Edwards: Coastal erosion, health care, oil and gas among top issues

Former Gov. Edwin Edwards, a candidate for Louisiana’s 6th Congressional District seat, spoke this morning in Morgan City at the St. Mary Parish Chamber of Commerce’s first “Rise-N-Shine” business networking event.
(The Daily Review Photo by Crystal Thielepape)

Former Gov. Edwin Edwards, a candidate for Louisiana’s 6th Congressional District, says the major issues for the state and country include coastal erosion, ensuring domestic oil and gas production, fixing Obamacare, and getting U.S. troops out of Afghanistan.
Edwards spoke to a crowd of about 20 people at the St. Mary Parish Chamber of Commerce’s first “Rise-N-Shine” business networking event at the Hampton Inn & Suites.
Edwards is running for Louisiana’s 6th Congressional District. Morgan City is in the 3rd Congressional District, which Edwards’ nephew U.S. Rep. Charles Boustany, R-Lafayette, represents.
Chamber Marketing Director Lisa Nezat Patterson said when she started working for the chamber in January, she and Chamber President Donna Meyer started planning to hold a new networking event for the community, Patterson said.
Patterson met Edwards at a fundraiser held at NicoBella in May and asked him to come speak at the chamber’s networking event, she said.
The chamber plans to hold another “Rise-N-Shine” event in October but do not yet have a date or venue selected, Patterson said.
In addition to that May fundraiser, Edwards, 87, has visited Morgan City several times throughout his career including the dedication of U.S. 90 in 1970 and a couple times when he provided money to help keep the hospital functioning, he said.
Edwards first became governor in 1972. At that time, he predicted that the price of oil would eventually reach more than $100 a barrel, he said. Over the past decade, the price of oil has hit that mark several times, he said.
Since 1972, the state produced 300 million barrels of oil compared to 77 million barrels produced in 2013, he said. That number is expected to fall by 1.4 percent over the next decade, he said. “It’s a good thing we took advantage of the production when we had it, and we need to study better ways to take advantage of production as we go on,” Edwards said.
Edwards wants to see the construction of the Keystone pipeline. The U.S. imports almost 8 million barrels a day from other countries, and Canadians have oil that they want to sell to the U.S., Edwards said. “We have the refining capacity in Louisiana and Texas to refine the oil,” Edwards said.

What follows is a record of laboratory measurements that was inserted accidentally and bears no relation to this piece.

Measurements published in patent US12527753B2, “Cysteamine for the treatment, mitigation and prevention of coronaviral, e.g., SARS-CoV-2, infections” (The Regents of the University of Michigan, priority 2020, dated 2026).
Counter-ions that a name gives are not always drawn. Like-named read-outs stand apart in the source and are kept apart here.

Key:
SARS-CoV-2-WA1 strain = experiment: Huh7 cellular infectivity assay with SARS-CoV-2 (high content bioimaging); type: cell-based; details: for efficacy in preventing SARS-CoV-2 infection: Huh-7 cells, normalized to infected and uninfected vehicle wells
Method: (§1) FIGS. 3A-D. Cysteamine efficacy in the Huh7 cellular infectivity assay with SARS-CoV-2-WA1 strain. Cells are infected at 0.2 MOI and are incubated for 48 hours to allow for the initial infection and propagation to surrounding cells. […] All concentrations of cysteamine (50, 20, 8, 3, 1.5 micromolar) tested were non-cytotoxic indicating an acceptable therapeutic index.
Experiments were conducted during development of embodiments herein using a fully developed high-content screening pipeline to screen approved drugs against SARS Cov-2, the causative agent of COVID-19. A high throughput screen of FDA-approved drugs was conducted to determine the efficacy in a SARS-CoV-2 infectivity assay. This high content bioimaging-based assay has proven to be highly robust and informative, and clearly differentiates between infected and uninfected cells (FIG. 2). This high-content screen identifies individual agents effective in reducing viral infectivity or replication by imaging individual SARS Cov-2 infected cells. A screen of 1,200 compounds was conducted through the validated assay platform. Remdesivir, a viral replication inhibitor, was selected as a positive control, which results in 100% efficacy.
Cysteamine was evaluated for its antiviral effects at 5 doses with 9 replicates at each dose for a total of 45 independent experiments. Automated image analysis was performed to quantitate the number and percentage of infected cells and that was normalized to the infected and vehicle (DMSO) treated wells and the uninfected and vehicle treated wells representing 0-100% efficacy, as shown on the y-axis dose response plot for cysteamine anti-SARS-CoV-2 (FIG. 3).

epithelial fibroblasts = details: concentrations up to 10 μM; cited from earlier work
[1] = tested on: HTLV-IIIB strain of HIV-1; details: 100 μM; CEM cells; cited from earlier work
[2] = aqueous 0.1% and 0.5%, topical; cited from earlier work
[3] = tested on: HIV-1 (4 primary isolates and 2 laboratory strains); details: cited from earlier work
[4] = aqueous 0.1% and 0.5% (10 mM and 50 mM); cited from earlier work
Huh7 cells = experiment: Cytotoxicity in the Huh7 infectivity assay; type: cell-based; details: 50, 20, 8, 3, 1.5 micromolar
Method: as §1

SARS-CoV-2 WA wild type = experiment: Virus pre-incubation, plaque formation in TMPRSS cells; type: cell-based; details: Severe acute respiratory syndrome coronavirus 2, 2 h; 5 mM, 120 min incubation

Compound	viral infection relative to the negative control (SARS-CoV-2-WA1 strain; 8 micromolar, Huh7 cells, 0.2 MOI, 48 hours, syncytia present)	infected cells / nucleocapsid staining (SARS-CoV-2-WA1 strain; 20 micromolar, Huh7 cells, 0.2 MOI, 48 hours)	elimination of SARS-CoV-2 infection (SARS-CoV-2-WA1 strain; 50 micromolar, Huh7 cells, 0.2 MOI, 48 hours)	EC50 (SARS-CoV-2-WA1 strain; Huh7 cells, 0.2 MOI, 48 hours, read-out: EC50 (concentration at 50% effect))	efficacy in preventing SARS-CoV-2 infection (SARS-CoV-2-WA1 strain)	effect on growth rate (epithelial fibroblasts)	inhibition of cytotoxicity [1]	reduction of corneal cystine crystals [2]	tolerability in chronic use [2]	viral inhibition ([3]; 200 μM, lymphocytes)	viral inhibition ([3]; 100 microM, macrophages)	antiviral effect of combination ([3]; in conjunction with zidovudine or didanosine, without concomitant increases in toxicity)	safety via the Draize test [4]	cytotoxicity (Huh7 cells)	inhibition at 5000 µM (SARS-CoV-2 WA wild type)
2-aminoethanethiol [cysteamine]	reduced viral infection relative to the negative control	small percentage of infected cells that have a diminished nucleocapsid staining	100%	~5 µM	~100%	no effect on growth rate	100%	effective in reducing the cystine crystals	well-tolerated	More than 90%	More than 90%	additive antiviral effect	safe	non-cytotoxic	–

The pipeline is necessary to bring that oil from Canada to Louisiana in order for in-state companies to refine the oil, he said.
If Edwards is elected, he plans to get on the House Public Works Committee to ensure the levee protection system is maintained and also plans to address marsh deterioration, he said.
“It’s receding, and if we don’t stop retrenching of the coastline, someday the City of New Orleans will be on the edge of the Gulf of Mexico, and this area will be on the edge of the Gulf of Mexico,” Edwards said.
Edwards is concerned with finding out who did the damage or what caused the damage and how much it will cost to repair the coastal land loss, he said.
Edwards also thinks U.S. troops need to get out of Afghanistan because the country is spending millions of dollars that should be spent at home. After U.S. troops killed Osama Bin Laden, the United States’ business in Afghanistan should have been done, Edwards said.
More than 5,000 U.S. troops have been killed in Afghanistan and more than 60,000 troops have suffered loss of limbs or post-traumatic stress injuries defending the country, he said. The U.S. has no reason to still have troops there, he said.
The former governor is frustrated that a general theme of apathy exists in the U.S., especially about the poor, unemployed, or underemployed, Edwards said. “We need to make sure the environment is such that business men and women who want to make a profit and invest are afforded that opportunity because they create the jobs,” Edwards said. “At the same time, we must not overlook the less fortunate who can’t work, old people, injured people, and children who have no parents.”
Even conservatives should be concerned with providing adequate health insurance for the less fortunate because, otherwise, those people without coverage will flood the emergency rooms and cost taxpayers more money, Edwards said.
Obamacare is a big problem for the country, but it has some good provisions contained with the law, Edwards said. Allowing children to stay on their parents health insurance plans until age 26 and letting people who switch jobs keep the same insurance policies are among the positive aspects of the Affordable Care Act, he said. Expanding Medicaid is another benefit of the law, he said.
A negative aspect of the act is that some people have to give up insurance policies that do not meet certain requirements under the law, Edwards said.

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